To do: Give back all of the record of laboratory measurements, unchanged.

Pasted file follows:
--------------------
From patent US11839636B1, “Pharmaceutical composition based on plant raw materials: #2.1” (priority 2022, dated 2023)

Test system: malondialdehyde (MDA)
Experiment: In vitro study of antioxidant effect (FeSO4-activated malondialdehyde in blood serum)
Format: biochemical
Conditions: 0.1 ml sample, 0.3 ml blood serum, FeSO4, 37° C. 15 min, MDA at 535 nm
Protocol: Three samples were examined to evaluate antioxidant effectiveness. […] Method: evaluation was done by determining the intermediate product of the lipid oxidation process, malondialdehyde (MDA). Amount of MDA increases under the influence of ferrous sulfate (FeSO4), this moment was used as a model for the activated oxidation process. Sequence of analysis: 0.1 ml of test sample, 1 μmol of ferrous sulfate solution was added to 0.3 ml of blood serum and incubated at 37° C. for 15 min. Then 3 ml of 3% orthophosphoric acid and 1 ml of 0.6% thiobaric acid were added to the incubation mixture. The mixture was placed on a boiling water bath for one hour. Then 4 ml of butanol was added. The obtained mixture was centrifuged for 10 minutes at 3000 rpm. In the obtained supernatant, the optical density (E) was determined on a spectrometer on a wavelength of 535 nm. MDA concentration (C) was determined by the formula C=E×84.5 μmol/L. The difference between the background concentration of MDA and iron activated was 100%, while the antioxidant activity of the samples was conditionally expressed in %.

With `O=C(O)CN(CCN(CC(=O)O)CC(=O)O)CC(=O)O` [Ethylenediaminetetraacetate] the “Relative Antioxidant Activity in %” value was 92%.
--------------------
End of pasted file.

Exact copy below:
From patent US11839636B1, “Pharmaceutical composition based on plant raw materials: #2.1” (priority 2022, dated 2023)

Test system: malondialdehyde (MDA)
Experiment: In vitro study of antioxidant effect (FeSO4-activated malondialdehyde in blood serum)
Format: biochemical
Conditions: 0.1 ml sample, 0.3 ml blood serum, FeSO4, 37° C. 15 min, MDA at 535 nm
Protocol: Three samples were examined to evaluate antioxidant effectiveness. […] Method: evaluation was done by determining the intermediate product of the lipid oxidation process, malondialdehyde (MDA). Amount of MDA increases under the influence of ferrous sulfate (FeSO4), this moment was used as a model for the activated oxidation process. Sequence of analysis: 0.1 ml of test sample, 1 μmol of ferrous sulfate solution was added to 0.3 ml of blood serum and incubated at 37° C. for 15 min. Then 3 ml of 3% orthophosphoric acid and 1 ml of 0.6% thiobaric acid were added to the incubation mixture. The mixture was placed on a boiling water bath for one hour. Then 4 ml of butanol was added. The obtained mixture was centrifuged for 10 minutes at 3000 rpm. In the obtained supernatant, the optical density (E) was determined on a spectrometer on a wavelength of 535 nm. MDA concentration (C) was determined by the formula C=E×84.5 μmol/L. The difference between the background concentration of MDA and iron activated was 100%, while the antioxidant activity of the samples was conditionally expressed in %.

With `O=C(O)CN(CCN(CC(=O)O)CC(=O)O)CC(=O)O` [Ethylenediaminetetraacetate] the “Relative Antioxidant Activity in %” value was 92%.